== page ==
One of the most familiar facts in physics is that the pitch of a note becomes higher, and hence its wave shorter, in proportion to the increase of vibration frequency. If well-defined sound-shadows are possible, we must resort to sounds of very short wavelength. If the sound is continuous instead of explosive, this shortness implies very high pitch. There are mechanical difficulties to contend with which make it hard to give much intensity to very acute sounds. The range of audition, moreover, is limited. For persons of good ear the range may be roughly stated as from 25 to 25,000 vibrations per second for sounds of small intensity; indeed, many fail to perceive any pitch exceeding 15,000. To exhibit sound-shadows, therefore, it becomes necessary either to employ a source that sends forth sounds of such high pitch as to be inaudible to most of those who are expected to perceive the shadow, or to resort to a momentary sound of great intensity and short wave-length.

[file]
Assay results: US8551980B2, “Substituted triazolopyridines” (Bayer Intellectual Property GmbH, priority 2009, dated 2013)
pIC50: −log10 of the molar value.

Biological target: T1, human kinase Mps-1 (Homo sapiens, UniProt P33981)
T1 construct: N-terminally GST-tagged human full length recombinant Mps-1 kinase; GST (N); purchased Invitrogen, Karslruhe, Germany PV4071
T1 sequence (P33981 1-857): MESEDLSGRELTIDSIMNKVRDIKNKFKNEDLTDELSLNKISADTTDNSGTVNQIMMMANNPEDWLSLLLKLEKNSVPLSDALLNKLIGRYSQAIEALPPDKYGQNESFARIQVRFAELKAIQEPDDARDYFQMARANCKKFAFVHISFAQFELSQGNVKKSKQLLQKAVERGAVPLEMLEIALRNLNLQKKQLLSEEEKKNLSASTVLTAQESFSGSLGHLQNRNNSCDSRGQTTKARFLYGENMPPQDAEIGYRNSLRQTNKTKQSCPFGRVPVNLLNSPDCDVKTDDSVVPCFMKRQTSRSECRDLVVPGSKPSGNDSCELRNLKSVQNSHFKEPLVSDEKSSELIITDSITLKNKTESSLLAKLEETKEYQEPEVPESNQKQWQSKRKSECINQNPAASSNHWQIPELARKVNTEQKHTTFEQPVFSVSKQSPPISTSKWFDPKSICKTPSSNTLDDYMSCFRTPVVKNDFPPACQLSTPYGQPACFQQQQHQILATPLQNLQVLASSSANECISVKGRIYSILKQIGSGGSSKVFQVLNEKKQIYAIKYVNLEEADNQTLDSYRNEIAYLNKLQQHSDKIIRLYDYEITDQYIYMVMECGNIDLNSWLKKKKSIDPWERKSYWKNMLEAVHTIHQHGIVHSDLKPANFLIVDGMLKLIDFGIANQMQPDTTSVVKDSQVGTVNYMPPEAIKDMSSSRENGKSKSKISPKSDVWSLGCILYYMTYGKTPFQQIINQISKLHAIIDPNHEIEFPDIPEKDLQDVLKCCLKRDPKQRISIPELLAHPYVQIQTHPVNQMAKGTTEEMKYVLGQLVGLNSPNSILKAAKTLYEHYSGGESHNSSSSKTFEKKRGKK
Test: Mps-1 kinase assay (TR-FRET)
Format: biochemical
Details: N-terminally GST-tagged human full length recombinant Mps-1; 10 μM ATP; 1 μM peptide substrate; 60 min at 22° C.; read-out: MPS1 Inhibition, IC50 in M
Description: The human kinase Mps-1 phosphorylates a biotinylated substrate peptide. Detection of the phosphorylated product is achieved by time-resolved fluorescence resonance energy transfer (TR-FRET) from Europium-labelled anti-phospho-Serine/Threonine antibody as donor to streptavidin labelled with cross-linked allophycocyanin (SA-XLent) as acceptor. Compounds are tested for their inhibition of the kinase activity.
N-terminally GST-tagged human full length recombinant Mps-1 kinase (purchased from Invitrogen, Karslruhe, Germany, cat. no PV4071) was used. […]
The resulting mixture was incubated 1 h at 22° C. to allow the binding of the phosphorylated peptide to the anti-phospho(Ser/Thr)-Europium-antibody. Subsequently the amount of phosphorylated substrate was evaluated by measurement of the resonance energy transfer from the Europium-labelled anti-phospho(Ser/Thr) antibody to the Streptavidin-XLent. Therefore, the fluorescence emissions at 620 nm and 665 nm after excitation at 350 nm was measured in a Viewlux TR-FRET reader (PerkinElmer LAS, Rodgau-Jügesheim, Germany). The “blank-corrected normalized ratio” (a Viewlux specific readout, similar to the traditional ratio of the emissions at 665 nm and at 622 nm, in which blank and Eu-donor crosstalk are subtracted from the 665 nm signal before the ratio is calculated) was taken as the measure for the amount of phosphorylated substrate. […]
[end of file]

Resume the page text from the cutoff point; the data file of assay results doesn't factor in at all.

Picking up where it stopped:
Every one has noticed the decrease in intensity of the sound of a distant railway-train as it passes into a cutting. The observer is in a shadow which is incomplete but nevertheless noticeable. The secondary waves, which are started at the upper edges of the cutting, reach the ear and give still a good idea of the character of the noise and position of the train. The range of the ear greatly exceeds that of the eye, not only in relation to the variety of wave-lengths by which it may be impressed, but yet more as to variations of intensity. Just as sunshine and shadow during the day indicate merely variations in illumination without the complete extinction of light, so noise and sound-shadow are merely relative terms, the latter not necessarily implying the complete extinction of sound; for in air diffraction usually plays so important a part as to forbid complete extinction, and to prevent all sharpness of definition at the edges of the shadow.